Dispatches from the Moth · Posted On: Aug 04, 2020

Storytelling School with The Moth: Weekly Storytelling Activity #25

by Moth EDU

Lesson #25: CONTRAST: "Priceless Mangos

Hello, it’s us, Storytelling School with The Moth! As we all try to find our new normal, we hope we can bring you a bit of joy, intrigue, and empathy. For this week’s blog, we’re taking a look at a story about reconciling our identities.

This week’s Storytelling School story is:

“Priceless Mangos” by Saya Shamdasani

You can read the transcript of Saya’s story here.

1. Talk to each other about Saya’s story. 

For each post, we’ll highlight a different crafting strategy for how to make your story compelling. For this post, we’ll focus on CONTRAST. To understand the central tension of a story and get inside the perspective of a storyteller, contrast can be an excellent descriptive tool. Saya paints a textured picture of the environments and characters in this story, and she often does so through describing how they are different from each other.

  • What does Saya tell us about the difference between her experience of NYC vs. India? What are the differences in the food, the culture and the sense of community?

  • What does Saya realize about the difference between how she grew up and how her mom grew up? How does that change how she sees her mom?

  • What is the difference between what Saya is thinking and feeling vs. what she actually expresses out loud?

2. Let’s Play “Have You Ever”

Raise your hand if… 

  • You’ve ever been fascinated with something you saw on a TV show

  • You’ve ever asked your family to act a different way around your friends

  • You’ve ever wanted to stay home with your friends rather than travel with your family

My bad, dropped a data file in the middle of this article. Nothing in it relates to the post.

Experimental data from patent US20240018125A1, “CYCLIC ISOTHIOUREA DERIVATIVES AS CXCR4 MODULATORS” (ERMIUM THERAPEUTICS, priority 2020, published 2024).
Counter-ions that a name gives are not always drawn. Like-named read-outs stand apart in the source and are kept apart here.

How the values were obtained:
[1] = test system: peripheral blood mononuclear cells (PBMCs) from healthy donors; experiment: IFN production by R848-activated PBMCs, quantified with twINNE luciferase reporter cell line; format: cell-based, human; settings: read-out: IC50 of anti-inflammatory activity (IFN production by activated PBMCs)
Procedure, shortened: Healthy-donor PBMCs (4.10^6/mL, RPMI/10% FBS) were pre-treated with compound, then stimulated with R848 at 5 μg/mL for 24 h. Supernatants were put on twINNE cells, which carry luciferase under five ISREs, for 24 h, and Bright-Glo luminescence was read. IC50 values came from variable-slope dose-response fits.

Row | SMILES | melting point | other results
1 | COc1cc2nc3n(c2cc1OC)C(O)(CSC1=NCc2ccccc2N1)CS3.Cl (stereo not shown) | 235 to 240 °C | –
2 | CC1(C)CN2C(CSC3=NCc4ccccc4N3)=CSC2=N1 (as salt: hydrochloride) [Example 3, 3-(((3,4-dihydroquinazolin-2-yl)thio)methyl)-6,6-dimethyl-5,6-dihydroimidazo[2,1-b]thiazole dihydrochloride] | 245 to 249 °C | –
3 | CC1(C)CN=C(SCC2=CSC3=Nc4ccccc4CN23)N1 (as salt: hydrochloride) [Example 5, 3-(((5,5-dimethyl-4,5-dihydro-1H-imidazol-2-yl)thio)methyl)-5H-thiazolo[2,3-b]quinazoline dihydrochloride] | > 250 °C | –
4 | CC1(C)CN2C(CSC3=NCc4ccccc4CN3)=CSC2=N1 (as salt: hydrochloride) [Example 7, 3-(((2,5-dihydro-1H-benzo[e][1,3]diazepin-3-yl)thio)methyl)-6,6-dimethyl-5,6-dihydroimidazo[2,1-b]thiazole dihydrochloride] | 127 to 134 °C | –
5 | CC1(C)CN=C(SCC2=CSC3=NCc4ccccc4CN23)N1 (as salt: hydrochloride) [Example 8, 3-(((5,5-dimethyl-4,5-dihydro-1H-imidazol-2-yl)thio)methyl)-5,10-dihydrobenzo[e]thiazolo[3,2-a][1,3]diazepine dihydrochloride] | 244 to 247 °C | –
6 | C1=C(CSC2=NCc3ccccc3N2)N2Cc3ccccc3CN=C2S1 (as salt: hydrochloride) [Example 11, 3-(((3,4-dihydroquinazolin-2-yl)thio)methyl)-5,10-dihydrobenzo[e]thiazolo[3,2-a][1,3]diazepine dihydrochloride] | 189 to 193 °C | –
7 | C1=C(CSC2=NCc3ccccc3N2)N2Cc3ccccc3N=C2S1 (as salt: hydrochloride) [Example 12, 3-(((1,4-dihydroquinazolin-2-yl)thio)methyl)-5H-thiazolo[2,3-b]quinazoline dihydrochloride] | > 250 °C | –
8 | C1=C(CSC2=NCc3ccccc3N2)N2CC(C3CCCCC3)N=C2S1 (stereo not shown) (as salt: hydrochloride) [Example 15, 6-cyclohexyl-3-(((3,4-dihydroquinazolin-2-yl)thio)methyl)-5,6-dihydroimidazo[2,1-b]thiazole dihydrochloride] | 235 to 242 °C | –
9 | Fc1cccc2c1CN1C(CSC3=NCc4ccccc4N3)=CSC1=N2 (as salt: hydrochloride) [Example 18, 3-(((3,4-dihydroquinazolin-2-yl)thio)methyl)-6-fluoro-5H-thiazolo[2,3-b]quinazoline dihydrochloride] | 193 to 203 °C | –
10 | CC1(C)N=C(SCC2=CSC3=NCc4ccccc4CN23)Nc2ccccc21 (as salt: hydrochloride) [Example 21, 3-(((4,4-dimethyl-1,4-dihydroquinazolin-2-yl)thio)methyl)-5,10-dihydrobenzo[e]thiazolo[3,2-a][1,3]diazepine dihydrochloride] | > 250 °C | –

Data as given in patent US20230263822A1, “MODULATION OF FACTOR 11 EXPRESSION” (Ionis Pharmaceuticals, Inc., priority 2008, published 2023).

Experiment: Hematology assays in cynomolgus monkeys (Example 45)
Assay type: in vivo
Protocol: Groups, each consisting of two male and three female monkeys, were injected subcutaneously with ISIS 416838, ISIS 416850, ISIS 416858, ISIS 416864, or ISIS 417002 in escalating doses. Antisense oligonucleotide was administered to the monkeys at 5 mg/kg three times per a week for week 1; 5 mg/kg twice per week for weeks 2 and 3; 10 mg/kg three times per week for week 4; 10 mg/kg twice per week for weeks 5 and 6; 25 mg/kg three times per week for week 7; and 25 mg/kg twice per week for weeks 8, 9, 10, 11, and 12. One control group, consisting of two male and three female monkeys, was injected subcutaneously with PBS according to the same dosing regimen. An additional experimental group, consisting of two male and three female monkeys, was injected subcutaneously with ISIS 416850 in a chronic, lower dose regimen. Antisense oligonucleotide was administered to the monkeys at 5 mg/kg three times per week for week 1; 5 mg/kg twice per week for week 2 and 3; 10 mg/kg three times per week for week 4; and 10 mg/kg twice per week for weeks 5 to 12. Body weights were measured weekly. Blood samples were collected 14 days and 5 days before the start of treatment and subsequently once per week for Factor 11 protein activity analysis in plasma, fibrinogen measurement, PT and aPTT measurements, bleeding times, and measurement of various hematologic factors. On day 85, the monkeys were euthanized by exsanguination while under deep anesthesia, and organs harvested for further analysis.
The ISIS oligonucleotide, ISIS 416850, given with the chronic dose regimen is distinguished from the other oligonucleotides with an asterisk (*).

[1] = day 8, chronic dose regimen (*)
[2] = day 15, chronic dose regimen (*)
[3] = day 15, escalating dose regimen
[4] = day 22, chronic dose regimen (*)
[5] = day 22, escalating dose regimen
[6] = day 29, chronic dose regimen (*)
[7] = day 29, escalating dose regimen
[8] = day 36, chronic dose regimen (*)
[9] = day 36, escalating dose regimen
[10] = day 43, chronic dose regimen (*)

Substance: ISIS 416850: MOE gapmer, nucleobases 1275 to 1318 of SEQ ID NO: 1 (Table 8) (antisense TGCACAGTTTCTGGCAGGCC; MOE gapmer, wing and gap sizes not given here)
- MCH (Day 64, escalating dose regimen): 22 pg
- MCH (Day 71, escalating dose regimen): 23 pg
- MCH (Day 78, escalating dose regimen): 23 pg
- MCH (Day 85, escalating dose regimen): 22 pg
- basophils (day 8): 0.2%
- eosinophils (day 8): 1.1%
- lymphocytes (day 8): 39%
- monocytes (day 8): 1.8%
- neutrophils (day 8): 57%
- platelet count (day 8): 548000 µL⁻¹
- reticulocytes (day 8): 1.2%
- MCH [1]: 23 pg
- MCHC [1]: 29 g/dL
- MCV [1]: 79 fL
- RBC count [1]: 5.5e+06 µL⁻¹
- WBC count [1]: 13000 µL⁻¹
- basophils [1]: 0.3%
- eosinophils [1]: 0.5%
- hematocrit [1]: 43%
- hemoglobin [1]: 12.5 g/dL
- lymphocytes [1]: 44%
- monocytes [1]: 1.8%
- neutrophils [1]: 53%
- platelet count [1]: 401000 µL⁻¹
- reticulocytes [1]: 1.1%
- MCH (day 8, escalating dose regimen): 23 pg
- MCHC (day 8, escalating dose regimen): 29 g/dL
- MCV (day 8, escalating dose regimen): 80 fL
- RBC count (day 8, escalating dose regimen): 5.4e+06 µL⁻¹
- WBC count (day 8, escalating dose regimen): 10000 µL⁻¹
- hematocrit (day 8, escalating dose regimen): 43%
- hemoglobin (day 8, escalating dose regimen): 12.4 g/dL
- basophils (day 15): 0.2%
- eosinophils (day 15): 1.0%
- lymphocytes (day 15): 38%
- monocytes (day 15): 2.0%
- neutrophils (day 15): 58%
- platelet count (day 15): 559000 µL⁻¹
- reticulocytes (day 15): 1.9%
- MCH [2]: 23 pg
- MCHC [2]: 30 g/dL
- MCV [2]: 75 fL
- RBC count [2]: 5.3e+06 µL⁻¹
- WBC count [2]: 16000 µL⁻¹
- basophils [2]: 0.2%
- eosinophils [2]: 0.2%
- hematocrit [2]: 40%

• You’ve ever had a memorable reunion at an airport

  • You’ve ever experienced a way of living that’s very different than your own

  • You’ve ever been looked after by someone who was not family (or looked after someone who was not family)

  • You’ve ever been the loud and boisterous people in a restaurant

  • You’ve ever had someone question your right to your own country

  • You’ve ever felt immense pride in your heritage 

  • You’ve ever thought to yourself (or said out loud): “Yeah, mom, you tell them!”

  • You’ve ever felt a sudden sense of togetherness and community 

  • You’ve ever stopped pretending to be someone you are not

Did you raise your hand? If you raised your hand even once, that’s a story you could tell! Find someone to tell it to and try out a draft!

3. Activities

  • What is your favorite snack, or your favorite from when you were growing up? Do they still sell it in stores, or can you make it yourself? Give it a try and share it with someone!

    • Delia, from The Moth’s Education team, says Puppy Chow was one of her go-to snacks for a special occasion when she was little. Read about its origins and find a recipe here from The Kitchn.
    • Melissa, from The Moth’s Education team, says her family always enjoyed a good root beer float. We went with classic vanilla ice cream, but you can get more creative, if you want!
  • Mangoes are delicious and fun to use, especially during the summer. You can make salsas, desserts, stir frys, drinks, eat them raw or dried, and so much more! Check out this list of mango recipes from mango.org.

4. Share this post with a friend!

And check back Tuesday for another story.

Be sure to check out All Together Now, Fridays with The Moth, wherever you listen to your podcasts, new every Friday!

Saya Shamdasani is a junior at Trinity School. She loves to spend her time baking, reading and listening to music. Her passions include creative writing and teaching. The Moth first met Saya in Education’s All City program in 2019.

The Moth Education Program works with young people and educators to build community through storytelling workshops, performances and innovative resources. To learn more, visit themoth.org/education

The Moth Education Program is made possible by generous support from The Kresge Foundation, the Hollywood Foreign Press Association Charitable Trust, the Kate Spade New York Foundation, and Alice Gottesman. 

Additional program support is provided by Bloomberg Philanthropies, the New York State Council on the Arts, ConEdison, and the New York City Department of Cultural Affairs.